Cricket Car Hop Reopens in Stratford CT: Legendary Fried Hot Dogs Are Back

Andrew Dominick

After being closed for 13 years, a Stratford legend has returned! 

Finally, and to much anticipation, Cricket Car Hop has reemerged in Lordship over Independence Day weekend to sling burgers, fries, shakes, and foot longs once again. 

The original, which opened in the mid-1950s, closed in 2004, and was located on Main Street, almost exactly a mile away from where they are now on Access Road. Running the show at the sequel version of the popular hot dog hut is co-owner Stacy DiCostanzo—who worked as a cook at Cricket from 1980 until it closed—and her husband, Ron, who handles day-to-day general manager duties. 

The brand spanking new digs are reminiscent of The Cricket of the past. It’s still small inside, with just a bunch of stools and counters for indoor eating purposes, or for resting while you wait for your order number to be shouted out. Also, inside is a familiar sight for Cricket fans of old, a 25 cent per play, wood-lined Gusher pinball machine. This fresher space does have a few added perks, like more parking, an outdoor patio area, and a drive-thru that should be up and running a few months from now.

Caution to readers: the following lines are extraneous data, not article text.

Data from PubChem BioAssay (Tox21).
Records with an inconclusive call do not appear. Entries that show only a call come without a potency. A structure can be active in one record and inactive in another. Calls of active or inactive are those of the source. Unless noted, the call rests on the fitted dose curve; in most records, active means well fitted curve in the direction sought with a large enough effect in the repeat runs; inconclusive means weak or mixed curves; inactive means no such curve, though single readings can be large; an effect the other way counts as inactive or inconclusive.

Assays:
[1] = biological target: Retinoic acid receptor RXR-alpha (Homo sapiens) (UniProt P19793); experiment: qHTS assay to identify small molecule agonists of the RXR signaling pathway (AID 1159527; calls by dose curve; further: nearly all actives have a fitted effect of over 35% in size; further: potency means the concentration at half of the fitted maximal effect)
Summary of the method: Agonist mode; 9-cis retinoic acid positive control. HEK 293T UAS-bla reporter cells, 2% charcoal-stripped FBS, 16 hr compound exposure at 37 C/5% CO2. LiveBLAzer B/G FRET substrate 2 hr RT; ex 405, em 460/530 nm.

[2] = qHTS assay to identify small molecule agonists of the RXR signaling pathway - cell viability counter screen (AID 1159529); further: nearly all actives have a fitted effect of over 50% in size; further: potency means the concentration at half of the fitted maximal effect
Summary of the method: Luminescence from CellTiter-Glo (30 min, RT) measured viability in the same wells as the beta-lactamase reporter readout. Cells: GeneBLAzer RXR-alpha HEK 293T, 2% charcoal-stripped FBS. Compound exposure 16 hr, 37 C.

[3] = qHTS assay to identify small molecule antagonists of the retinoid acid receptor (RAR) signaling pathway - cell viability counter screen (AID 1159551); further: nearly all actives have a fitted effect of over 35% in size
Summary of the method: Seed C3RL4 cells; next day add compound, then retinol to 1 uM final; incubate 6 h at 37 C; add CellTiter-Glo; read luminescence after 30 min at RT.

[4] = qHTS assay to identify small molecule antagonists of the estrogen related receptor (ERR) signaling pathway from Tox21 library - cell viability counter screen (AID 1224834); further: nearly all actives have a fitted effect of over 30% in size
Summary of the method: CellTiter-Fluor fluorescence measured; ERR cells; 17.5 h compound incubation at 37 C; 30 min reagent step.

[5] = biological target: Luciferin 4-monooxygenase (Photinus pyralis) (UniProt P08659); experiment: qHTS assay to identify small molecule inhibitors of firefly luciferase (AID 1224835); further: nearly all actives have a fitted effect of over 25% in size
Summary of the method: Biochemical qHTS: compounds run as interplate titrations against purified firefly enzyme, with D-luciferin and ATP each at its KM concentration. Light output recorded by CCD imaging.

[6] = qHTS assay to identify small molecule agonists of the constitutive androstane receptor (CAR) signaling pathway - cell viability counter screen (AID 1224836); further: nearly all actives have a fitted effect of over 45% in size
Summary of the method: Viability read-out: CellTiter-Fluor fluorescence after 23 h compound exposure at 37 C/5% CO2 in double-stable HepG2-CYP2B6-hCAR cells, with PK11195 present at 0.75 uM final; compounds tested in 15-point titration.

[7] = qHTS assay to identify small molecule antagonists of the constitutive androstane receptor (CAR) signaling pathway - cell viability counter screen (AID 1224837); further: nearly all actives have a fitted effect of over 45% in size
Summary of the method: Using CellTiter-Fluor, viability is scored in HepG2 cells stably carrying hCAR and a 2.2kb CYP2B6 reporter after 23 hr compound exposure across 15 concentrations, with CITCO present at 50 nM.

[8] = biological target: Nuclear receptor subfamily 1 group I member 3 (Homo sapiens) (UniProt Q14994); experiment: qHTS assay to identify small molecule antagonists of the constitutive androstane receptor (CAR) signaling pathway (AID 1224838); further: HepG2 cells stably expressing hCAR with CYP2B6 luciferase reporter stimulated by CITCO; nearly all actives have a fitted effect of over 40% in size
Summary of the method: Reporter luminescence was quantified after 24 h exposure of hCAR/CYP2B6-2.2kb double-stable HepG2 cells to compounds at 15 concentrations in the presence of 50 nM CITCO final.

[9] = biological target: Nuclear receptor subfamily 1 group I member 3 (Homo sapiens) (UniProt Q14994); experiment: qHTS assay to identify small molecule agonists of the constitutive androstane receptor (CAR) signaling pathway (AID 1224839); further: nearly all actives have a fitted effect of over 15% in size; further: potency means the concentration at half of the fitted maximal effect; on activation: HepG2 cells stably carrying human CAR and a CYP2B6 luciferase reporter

As of now, the menu is select, and will slowly expand as time goes on, like with the recent additions of wings and a chicken sandwich. Currently featured are Cricket staples like burgers, crinkle-cut fries, battered-and-fried onion rings, milkshakes (including a “thick” option), and of course, their famed franks. If anything about the menu is different, the chili is not the original recipe, and the burgers come via meat purveyor Pat LaFrieda and are ground fresh daily. 

When Cricket’s loyalists visit, they’re all over the long dogs, that are ordered in bunches at peak food times. The foot-long Hummel hot dogs with a natural casing are fried for a snappy bite on the outside, and are juicy on the inside. Each one ordered hangs about a half inch off the bun. And speaking of the buns—in case you’re a Cricket rookie—they’re buttered and griddled for extra amazingness. For toppings, you could opt for bacon, chili, or cheese, or some combination of your own choosing, but I take mine with “the works,” meaning ketchup, mustard, sauerkraut, and their homemade, pleasantly spicy red relish.

There was a lingering question about Cricket’s return that I heard before it opened and during my visit, “Are the hot dogs still the same?” 

As a kid who spent his summers mostly in Lordship, I’ve had my fair share of Cricket’s hot dogs, so naturally I wondered the same thing. After I finished obliterating my lunch, and headed back to my car, some guy asked that very lingering question. My response then, and right now? “Yeah. The dogs are spot-on!” 

Monday – Saturday 11 a.m. – 9 p.m.

Closed Sunday